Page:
An archaeological dig that has uncovered more of Carlisle's Roman secrets is set to come to an end (for now).

The community dig at the site of a Roman bathhouse at Carlisle Cricket Club in Stanwix, which started on August 31, has uncovered numerous ancient artifacts and objects, including rings, tiles indented with animal prints, coins, Roman-era window glass, and beautifully patterned pottery.

Also among the finds were more than 20 tiles stamped with the imperator (IMP) stamp - something that lead archaeologist on site, Frank Giecco, said has added to a growing pool of evidence that points to Carlisle having a link to the Roman Imperial court.

He believes the site of the bathhouse, which was first uncovered in 2017, still has more secrets to reveal.

"It has produced some amazing finds," said Frank.

"We have got very late pottery from the end of the Roman Empire, we've got a huge haul of these Imperial stamped tiles and we can confirm that there are actually three bathhouses on the site now.

"The help from local people has been fantastic and there is such a nice buzz about the place.

"Nothing has been looked at yet. We are just focusing on the excavating now, but the real work starts once we finish and we look at what we have found in the lab."

Frank said that it is not possible to prove that the Emperor - Spetimus Severus at the time (193 - 211 AD) - ever set foot in the building.

However, he added that the building clearly had a link to the Imperial court and that the evidence was stacking up.

He said: "It's a huge monumental building that has been built by the Imperial workshop when Septimus Severus is in this country.

"There is a huge amount of circumstantial evidence.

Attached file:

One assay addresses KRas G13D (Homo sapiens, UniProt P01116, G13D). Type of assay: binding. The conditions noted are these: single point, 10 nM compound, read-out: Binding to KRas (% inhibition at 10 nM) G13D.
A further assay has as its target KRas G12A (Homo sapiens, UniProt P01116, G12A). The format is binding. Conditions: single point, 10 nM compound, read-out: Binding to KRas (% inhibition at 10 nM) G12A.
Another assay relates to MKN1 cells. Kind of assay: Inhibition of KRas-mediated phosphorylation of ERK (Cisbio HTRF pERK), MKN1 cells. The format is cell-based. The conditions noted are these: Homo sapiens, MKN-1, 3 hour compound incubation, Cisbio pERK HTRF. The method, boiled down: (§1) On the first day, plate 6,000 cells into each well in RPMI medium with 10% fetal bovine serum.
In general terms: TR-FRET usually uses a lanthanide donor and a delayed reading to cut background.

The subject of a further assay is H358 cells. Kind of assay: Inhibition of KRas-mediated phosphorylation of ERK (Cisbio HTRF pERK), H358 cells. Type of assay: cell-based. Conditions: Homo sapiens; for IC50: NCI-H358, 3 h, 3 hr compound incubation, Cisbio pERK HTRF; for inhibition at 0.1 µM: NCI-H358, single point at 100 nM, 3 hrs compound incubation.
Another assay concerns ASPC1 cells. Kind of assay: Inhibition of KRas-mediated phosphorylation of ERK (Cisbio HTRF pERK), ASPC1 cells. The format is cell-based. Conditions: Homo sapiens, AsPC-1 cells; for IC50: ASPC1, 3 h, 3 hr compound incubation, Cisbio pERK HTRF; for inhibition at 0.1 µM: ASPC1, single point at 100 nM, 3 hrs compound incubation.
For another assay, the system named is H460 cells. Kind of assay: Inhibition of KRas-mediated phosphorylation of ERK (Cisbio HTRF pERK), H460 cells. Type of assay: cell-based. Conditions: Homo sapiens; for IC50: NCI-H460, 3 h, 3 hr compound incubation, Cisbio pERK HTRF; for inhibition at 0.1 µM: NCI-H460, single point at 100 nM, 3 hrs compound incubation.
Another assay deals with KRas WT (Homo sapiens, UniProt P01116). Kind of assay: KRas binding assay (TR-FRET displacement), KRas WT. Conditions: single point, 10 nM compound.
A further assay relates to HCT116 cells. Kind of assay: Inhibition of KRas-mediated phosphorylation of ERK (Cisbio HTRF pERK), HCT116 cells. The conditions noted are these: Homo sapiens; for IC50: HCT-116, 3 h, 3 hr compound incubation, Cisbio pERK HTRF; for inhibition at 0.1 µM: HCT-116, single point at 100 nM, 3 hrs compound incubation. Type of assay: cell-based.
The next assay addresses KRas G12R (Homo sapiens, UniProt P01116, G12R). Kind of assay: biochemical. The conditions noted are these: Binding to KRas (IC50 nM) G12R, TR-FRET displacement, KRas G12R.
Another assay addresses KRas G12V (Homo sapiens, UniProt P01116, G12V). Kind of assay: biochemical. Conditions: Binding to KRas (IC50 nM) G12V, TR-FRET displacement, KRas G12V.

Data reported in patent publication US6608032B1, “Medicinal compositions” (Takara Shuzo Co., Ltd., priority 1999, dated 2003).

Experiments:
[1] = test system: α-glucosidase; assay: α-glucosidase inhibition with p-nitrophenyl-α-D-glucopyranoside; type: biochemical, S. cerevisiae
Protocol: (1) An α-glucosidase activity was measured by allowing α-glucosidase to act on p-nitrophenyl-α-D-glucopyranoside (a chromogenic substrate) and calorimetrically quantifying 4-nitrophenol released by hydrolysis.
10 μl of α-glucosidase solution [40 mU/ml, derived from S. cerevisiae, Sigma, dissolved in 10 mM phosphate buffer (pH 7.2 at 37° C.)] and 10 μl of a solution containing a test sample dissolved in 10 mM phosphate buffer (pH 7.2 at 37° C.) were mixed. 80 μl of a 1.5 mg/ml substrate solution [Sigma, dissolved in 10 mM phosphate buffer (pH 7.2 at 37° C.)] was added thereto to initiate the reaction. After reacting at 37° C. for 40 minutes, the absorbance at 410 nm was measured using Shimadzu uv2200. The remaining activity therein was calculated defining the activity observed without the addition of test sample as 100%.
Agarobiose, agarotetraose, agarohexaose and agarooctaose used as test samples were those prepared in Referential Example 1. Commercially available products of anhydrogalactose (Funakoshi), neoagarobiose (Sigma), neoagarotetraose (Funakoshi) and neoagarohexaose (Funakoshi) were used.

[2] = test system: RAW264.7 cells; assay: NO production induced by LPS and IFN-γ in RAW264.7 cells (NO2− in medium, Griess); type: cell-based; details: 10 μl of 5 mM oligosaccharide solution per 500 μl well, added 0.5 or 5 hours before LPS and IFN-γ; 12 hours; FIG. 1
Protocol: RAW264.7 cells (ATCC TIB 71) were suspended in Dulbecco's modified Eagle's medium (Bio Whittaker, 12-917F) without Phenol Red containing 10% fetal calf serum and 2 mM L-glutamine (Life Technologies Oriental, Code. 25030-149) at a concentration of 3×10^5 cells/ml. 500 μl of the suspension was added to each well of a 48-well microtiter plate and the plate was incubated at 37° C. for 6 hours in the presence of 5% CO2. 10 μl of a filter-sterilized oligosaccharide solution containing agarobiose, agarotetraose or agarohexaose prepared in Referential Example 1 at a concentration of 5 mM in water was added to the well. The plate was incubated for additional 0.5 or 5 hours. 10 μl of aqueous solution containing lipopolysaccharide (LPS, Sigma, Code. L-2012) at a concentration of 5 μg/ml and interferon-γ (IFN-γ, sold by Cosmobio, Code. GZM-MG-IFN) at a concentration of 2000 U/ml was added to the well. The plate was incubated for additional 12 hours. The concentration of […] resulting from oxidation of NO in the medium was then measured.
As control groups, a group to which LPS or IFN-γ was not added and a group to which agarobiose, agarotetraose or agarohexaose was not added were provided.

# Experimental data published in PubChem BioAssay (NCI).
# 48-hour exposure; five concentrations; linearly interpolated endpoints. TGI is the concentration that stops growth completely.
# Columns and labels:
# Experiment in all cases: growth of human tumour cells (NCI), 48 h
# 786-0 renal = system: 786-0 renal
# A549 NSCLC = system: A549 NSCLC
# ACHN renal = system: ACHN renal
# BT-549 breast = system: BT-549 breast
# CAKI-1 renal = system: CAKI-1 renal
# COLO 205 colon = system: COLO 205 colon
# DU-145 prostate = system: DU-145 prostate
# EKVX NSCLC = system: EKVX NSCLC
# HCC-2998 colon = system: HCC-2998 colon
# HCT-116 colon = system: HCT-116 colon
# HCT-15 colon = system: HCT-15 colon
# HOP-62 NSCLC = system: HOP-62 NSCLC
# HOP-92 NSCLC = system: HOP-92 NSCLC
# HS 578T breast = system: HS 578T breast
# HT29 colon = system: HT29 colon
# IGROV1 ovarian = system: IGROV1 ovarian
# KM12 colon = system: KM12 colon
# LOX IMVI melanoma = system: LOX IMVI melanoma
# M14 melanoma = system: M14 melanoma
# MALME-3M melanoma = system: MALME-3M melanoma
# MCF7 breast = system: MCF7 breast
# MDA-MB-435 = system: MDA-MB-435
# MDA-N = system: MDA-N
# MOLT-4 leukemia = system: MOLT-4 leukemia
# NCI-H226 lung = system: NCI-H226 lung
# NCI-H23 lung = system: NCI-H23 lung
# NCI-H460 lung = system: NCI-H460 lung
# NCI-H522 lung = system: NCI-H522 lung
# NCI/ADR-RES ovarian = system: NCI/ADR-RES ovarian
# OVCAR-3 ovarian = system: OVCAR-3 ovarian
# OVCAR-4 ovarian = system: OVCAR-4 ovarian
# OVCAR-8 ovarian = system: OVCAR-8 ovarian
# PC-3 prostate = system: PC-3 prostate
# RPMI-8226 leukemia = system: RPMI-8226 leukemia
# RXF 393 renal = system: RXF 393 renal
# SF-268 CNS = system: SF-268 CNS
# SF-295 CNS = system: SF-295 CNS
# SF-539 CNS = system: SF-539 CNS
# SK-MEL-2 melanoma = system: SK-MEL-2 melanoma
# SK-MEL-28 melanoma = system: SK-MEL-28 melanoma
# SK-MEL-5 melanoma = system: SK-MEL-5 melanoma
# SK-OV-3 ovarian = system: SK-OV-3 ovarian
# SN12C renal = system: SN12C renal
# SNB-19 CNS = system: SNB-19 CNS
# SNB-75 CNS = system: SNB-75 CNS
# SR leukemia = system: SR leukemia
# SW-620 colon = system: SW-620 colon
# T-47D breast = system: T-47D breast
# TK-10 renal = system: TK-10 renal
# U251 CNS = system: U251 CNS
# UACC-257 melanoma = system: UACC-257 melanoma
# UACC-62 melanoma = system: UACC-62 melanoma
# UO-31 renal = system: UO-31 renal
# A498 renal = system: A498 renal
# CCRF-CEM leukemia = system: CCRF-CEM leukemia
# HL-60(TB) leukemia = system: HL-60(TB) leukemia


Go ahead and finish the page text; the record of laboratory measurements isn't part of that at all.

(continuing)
"It has obviously got something to do with the Imperial court because his workshop built it. To say he was ever physically in it, you would need to have a time machine."

Carlisle City Councillor for Stanwix, Elizabeth Mallinson, said she would like to see an on-site museum to put the "exciting" findings on display.

She said: "We would like to be in a position to save all the artifacts and put them on show.

"I'm sending out a plea to an entrepreneur out there who would have a couple of million pounds to spend on a lovely museum for us, so that we can have the artifacts that have been dug up at the cricket club and in other parts of Carlisle on display.

"I think it would be absolutely fantastic to have it as a centre for tourists, like there is at Birdoswald and other locations along Hadrian's Wall."

Head of Collections and Engagement at Tullie House Museum & Art Gallery Trust, Anna Smalley, said: “We are delighted at how much this excavation seems to have captured the imagination of our local residents - we’ve had thousands of visitors to the site over the past few weeks taking part in everything from object handling and site tours to Roman themed family crafts!

"It’s been a privilege to work alongside the Wardell Armstrong team and their amazing crew of dedicated volunteers - it feels like every day we’re adding to our knowledge and understanding of this incredible period of local history and look forward to telling these stories in the exhibition at Tullie House in Spring 2022.”